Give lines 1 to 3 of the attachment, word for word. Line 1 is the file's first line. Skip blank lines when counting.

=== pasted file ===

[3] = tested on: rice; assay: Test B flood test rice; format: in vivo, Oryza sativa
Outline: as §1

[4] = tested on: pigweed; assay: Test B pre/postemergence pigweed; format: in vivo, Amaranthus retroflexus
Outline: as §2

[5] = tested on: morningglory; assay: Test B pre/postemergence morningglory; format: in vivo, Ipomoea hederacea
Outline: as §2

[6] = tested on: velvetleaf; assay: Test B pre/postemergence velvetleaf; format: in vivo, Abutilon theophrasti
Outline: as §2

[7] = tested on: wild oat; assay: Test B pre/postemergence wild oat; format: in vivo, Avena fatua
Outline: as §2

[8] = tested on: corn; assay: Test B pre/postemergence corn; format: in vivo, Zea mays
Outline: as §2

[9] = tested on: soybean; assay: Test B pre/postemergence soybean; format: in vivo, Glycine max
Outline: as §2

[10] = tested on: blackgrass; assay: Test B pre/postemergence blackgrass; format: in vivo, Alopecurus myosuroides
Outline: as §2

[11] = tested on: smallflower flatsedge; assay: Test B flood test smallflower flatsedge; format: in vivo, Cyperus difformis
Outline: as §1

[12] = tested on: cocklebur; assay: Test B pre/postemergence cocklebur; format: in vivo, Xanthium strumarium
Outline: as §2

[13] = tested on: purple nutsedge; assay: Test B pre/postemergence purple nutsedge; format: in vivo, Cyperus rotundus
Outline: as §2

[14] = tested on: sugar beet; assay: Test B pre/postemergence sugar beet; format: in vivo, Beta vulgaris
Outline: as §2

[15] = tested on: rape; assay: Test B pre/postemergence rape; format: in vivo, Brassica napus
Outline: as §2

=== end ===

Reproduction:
[3] = tested on: rice; assay: Test B flood test rice; format: in vivo, Oryza sativa
Outline: as §1

[4] = tested on: pigweed; assay: Test B pre/postemergence pigweed; format: in vivo, Amaranthus retroflexus